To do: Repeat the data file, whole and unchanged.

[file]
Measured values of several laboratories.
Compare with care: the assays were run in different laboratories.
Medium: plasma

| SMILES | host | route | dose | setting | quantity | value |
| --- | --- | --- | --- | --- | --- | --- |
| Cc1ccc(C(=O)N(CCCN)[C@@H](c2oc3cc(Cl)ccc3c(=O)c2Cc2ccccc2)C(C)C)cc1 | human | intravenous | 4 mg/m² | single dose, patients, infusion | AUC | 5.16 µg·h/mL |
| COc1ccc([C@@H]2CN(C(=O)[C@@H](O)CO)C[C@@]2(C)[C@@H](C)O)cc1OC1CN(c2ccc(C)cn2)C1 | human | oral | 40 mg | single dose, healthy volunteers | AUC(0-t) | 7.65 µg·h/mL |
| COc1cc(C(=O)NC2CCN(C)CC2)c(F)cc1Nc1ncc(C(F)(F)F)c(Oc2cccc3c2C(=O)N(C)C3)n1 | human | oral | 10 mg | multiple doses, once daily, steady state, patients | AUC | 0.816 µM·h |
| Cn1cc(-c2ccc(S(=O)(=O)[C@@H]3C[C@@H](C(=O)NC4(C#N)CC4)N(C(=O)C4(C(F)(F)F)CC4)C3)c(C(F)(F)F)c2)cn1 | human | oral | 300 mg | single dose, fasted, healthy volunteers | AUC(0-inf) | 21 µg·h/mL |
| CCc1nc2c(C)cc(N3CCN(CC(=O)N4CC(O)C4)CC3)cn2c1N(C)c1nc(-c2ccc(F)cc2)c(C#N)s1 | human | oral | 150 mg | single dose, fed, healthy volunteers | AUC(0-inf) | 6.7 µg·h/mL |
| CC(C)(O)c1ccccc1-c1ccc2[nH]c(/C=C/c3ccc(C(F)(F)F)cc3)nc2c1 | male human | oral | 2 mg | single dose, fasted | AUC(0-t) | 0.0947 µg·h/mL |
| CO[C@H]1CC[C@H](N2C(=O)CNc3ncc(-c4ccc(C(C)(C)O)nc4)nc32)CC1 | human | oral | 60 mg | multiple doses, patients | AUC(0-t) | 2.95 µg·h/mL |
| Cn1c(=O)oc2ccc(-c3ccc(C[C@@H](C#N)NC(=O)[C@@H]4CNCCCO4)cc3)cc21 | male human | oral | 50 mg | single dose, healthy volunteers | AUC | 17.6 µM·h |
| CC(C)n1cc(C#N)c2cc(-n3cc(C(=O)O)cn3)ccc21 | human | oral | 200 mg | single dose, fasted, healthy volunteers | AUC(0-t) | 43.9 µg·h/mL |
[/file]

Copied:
Measured values of several laboratories.
Compare with care: the assays were run in different laboratories.
Medium: plasma

| SMILES | host | route | dose | setting | quantity | value |
| --- | --- | --- | --- | --- | --- | --- |
| Cc1ccc(C(=O)N(CCCN)[C@@H](c2oc3cc(Cl)ccc3c(=O)c2Cc2ccccc2)C(C)C)cc1 | human | intravenous | 4 mg/m² | single dose, patients, infusion | AUC | 5.16 µg·h/mL |
| COc1ccc([C@@H]2CN(C(=O)[C@@H](O)CO)C[C@@]2(C)[C@@H](C)O)cc1OC1CN(c2ccc(C)cn2)C1 | human | oral | 40 mg | single dose, healthy volunteers | AUC(0-t) | 7.65 µg·h/mL |
| COc1cc(C(=O)NC2CCN(C)CC2)c(F)cc1Nc1ncc(C(F)(F)F)c(Oc2cccc3c2C(=O)N(C)C3)n1 | human | oral | 10 mg | multiple doses, once daily, steady state, patients | AUC | 0.816 µM·h |
| Cn1cc(-c2ccc(S(=O)(=O)[C@@H]3C[C@@H](C(=O)NC4(C#N)CC4)N(C(=O)C4(C(F)(F)F)CC4)C3)c(C(F)(F)F)c2)cn1 | human | oral | 300 mg | single dose, fasted, healthy volunteers | AUC(0-inf) | 21 µg·h/mL |
| CCc1nc2c(C)cc(N3CCN(CC(=O)N4CC(O)C4)CC3)cn2c1N(C)c1nc(-c2ccc(F)cc2)c(C#N)s1 | human | oral | 150 mg | single dose, fed, healthy volunteers | AUC(0-inf) | 6.7 µg·h/mL |
| CC(C)(O)c1ccccc1-c1ccc2[nH]c(/C=C/c3ccc(C(F)(F)F)cc3)nc2c1 | male human | oral | 2 mg | single dose, fasted | AUC(0-t) | 0.0947 µg·h/mL |
| CO[C@H]1CC[C@H](N2C(=O)CNc3ncc(-c4ccc(C(C)(C)O)nc4)nc32)CC1 | human | oral | 60 mg | multiple doses, patients | AUC(0-t) | 2.95 µg·h/mL |
| Cn1c(=O)oc2ccc(-c3ccc(C[C@@H](C#N)NC(=O)[C@@H]4CNCCCO4)cc3)cc21 | male human | oral | 50 mg | single dose, healthy volunteers | AUC | 17.6 µM·h |
| CC(C)n1cc(C#N)c2cc(-n3cc(C(=O)O)cn3)ccc21 | human | oral | 200 mg | single dose, fasted, healthy volunteers | AUC(0-t) | 43.9 µg·h/mL |